By Pauline France and Jeff Owens
Fender is deeply saddened by the loss of one of its own, Dan Smith, 70, who passed away Sept. 28 in Orange, Calif.
Smith was a pivotal figure in the modern history of Fender, with an immeasurable effect on the company and its people. He played a major part in Fender’s mid-‘80s resurgence as an industry leader, with other remarkable achievements including the 1987 creation of the Fender Custom Shop, the development of the original American Standard series, and the introduction of the first artist signature and vintage reissue instruments.
“For me, I lost my hero; my mentor; my father,” said Smith’s son, Jason Smith, who carries on his father’s legacy at the Fender Custom Shop as a master builder. “For all at Fender, you lost a passionate innovator who took this company from its darkest moment and helped build it into what it is today. But mostly, for those of you who had the pleasure to know him or work with him, you lost an amazing friend. I want you all to know he went peacefully, surrounded by his family who loved him.”
Dan Smith joined Fender in 1981 at the invitation of then-CEO Bill Schultz, with whom he had worked previously at Yamaha. Smith was tasked with overhauling Fender’s ailing product line and restoring quality, performance, value and credibility after years of decline under CBS—all of which he accomplished with masterful skill and remarkable success.
As vice president of marketing, Smith played central roles in re-establishing Fender’s U.S. manufacturing facilities and creating the Fender Custom Shop, which he ran from 1998 to 2003. Smith also ran Fender’s guitar R&D department from June 1995 until his 2006 retirement, and the many challenges he faced regularly summoned all of his many skills—those of a guitarist, guitar builder and repairman, guitar teacher, artist and designer.
Custom Shop chief design engineer George Blanda was Smith’s right-hand man for 10 years, and recalls Smith’s fervent passion and determination.
“He was strong-willed,” Blanda said. “If he had an idea, it was going to happen no matter what.”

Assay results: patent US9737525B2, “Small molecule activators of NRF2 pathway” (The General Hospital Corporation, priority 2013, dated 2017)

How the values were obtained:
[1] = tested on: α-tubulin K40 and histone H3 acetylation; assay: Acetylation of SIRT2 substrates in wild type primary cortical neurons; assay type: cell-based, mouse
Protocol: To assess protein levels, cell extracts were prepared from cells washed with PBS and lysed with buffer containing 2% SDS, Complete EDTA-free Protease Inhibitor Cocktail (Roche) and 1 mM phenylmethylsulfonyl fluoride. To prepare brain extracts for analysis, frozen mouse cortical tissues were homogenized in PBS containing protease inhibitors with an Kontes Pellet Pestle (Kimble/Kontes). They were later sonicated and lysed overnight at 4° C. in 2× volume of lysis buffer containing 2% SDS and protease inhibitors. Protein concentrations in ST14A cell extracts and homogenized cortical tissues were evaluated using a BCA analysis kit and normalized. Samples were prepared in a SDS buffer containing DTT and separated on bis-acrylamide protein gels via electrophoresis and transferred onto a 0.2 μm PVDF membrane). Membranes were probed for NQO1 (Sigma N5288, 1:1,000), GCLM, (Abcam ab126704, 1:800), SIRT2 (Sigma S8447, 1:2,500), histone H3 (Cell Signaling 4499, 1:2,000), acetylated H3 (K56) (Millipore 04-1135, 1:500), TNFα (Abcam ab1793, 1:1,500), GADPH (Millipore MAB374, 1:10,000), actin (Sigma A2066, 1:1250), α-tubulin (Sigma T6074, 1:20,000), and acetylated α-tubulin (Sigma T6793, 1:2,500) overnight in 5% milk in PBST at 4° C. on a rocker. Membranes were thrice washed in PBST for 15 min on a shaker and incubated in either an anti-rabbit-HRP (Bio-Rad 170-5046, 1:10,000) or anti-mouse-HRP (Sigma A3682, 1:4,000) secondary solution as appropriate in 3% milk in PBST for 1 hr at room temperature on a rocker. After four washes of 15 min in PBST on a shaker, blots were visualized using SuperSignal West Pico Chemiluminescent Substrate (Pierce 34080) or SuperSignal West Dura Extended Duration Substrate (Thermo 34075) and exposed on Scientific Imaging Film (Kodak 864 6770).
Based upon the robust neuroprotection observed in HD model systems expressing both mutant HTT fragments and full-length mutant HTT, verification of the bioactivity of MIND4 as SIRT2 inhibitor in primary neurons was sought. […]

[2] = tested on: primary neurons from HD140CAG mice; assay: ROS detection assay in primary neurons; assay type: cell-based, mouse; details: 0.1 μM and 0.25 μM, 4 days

Smith and Blanda were behind many successful products players still enjoy today.
“The Eric Clapton Stratocaster and the American Standard Series are some of the projects we worked on together,” adds Blanda. “Also the James Burton and Yngwie Malmsteen signature models, to name a few.”
Smith’s expert abilities weren’t limited solely to marketing and product development. He showed great warmth and charm, and he genuinely had a way with people — a trait Blanda said made Clapton want to seal the deal to create a Fender signature model.
“Dan was a very hands-on type of guy,” says Blanda. “Eric Clapton was one of the biggest endorsements at the time that really helped us. Clapton was a real quirky type of guy who wasn’t really trusting. In just a short time, he and Dan talked about obscure records they both listened to; they bonded pretty well and Clapton realized Dan was a musician. All of the business people wouldn’t have been able to do that and make it work. Clapton’s manager wasn’t super interested in doing the signature model, but Dan helped gain credibility for the whole company and helped win over this endorsement.”
Mike Lewis, Custom Shop vice president of product development, also enjoyed memorable years of great work and friendship with Smith.
“My history with Dan goes back way before I was working at Fender,” said Lewis. “I was a dealer and he visited my store. We got into a conversation and we learned were both very interested in guitar instrumental music. We would send each other cassette tapes of our favorite songs.”
Lewis joined Fender in 1991 after the two were already friends, and the bond grew stronger from there.
“Dan was a great mentor to me,” added Lewis. “He taught me the best ways to put product lines together; how to create products that would have mass appeal versus segmented products. To this day I use a lot of things that I learned from him in my daily work.
Smith’s achievements were celebrated in 2008 when he was inducted into the Fender Hall of Fame. In his induction remarks, Smith paid tribute to his fellow honorees and to the first Hall of Fame inductees of one year earlier.
“I am truly humbled and honored by this,” Smith said. “It is an honor to join Leo (Fender), Don (Randall), Forrest (White), Charlie (Hayes) and Freddie (Tavares)—the ones who started all this. And especially to join Bill Schultz, who trusted in me and gave me and a few others the once-in-a-lifetime opportunity of bringing a faltering American icon back to life.”
On a more personal note, Blanda fondly remembers how much he enjoyed going out to lunch most days with Smith.
“He appreciated a good barbecue,” Blanda said. “He liked to go out to lunch every day. It was either Thai food or barbecue. He always found strange little hole-in-the-wall restaurants that were really good.”